There’s something about a rebrand that just seems so refreshing – change always seems to wash away the old in an instant making you feel better – and different.
New is always better right?
The quick answer is no, new is not always better when it comes to rebranding your business. There are countless examples of rebranding failures out there – just ask Hershey and Airbnb. Both found out that there is much more to your business’s brand than a logo, a website or pretty brochures.
Take a look at the way Radio Shack tried to rebrand themselves – they were trying to revitalize their slumping sales, however their rebrand attempt, which only changed their name to “The Shack”, was widely dismissed as an identity crisis, rather than a rebirth for their company. It must be remembered that a rebranding only really works when the company’s products/services are enhanced or altered or more importantly the brand philosophy changes. Merely changing a name, a logo or a website does not a successful rebrand make.
- Your target audience is changing with the times
- Your competition is taking a sizable chunk out of your market share
- Your company has grown and as such has outgrown the original brand
So what happens when your company outgrows your brand – do you update, totally rebrand or just refresh? And how do you do it without spending way more than you can afford?
Luckily Eric Mason, the director of strategic marketing and communications at Wix.com, tackles those questions on a small business help video made by Infusionsoft.
In this video you’ll learn:
- Employees are critical brand ambassadors
- Build a relationship with loyal users
- Focus your message
Check out all of Eric’s suggestions in the full video!
Take a step back and think about how your brand makes people feel, how it resonates with them when they think of you. Eric had three suggestions for small business owners to rebrand themselves or build their brand and deepen their engagement with their users.
1.Employees are critical brand ambassadors
The first thing is to take a look to your left and right to your employees. Your employees are your number one brand advocates. If you’re building a brand, your best sellers, marketers, people that can go out and spread the news are sitting right in your own office.
Everything from how you’re doing billing to how you’re greeting new clients to your follow-up, those people around you are critical in building your brand and really deepening the engagement that you have with your users.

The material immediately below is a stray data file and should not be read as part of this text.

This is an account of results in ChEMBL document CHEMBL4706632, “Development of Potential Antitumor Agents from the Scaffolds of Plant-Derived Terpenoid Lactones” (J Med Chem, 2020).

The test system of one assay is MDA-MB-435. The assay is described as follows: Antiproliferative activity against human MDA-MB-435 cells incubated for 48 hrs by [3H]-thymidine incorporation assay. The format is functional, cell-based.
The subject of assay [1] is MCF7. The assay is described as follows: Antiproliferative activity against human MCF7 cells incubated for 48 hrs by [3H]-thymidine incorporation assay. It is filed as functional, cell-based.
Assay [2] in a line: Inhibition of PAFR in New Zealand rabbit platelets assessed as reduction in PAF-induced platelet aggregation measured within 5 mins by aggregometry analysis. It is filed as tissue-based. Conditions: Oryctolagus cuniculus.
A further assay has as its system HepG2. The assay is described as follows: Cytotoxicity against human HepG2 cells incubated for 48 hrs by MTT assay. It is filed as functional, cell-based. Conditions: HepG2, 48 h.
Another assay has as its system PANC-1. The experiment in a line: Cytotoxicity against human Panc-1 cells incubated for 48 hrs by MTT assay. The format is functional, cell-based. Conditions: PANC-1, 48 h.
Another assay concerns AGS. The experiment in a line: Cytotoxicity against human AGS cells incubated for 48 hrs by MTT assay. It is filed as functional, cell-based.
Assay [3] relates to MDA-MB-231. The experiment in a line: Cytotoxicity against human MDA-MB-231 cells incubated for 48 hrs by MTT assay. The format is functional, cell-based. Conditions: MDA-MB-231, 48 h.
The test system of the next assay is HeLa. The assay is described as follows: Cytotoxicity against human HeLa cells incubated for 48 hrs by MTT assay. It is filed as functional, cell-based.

2. Build a relationship with loyal users
Look to your existing users or customers. They’re the second level of building a great brand. Find out where those users live and what they’re doing and engage with them. Maybe it’s putting together an email newsletter so that you’re building that brand relationship with your users. It’s not just about your website. It’s about building that deep trust with your loyal users first, and then spreading out from there.
So these are really powerful data points that really speak to the fact that if you’re going to build your brand, support your customers. Build that relationship with your existing user base. It doesn’t cost you a penny.
3. Focus your message
Only once you’ve concentrated on employees and customers, can you then look at your visual identity online or offline. Remember great brands have laser focus on what they’re doing. Instead of having all your products and features on your websites home page, think instead of your message.
Think about how people feel when they come to you. Start telling the stories of why people came to you, not just what they needed to get done and what it was about that experience that was so impactful for them.
Remember that if you’re going to rebrand, or continue building your current brand, it’s about thinking about every touch point with a potential customer. Focusing on your customers and your employees first will have a tremendous impact on your brand far before any major redesign of your logo or website will.
Your brand is made up of many aspects but most importantly it’s made up with how your customers are engaging with your company, your staff and your message. That is your brand. And people often misunderstand that. They think, “I need a new brand so I’ve got to get a new logo.” Well actually, that’s not it. Your brand is something much deeper.
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**Video and some content was first seen on Infusionsoft Blog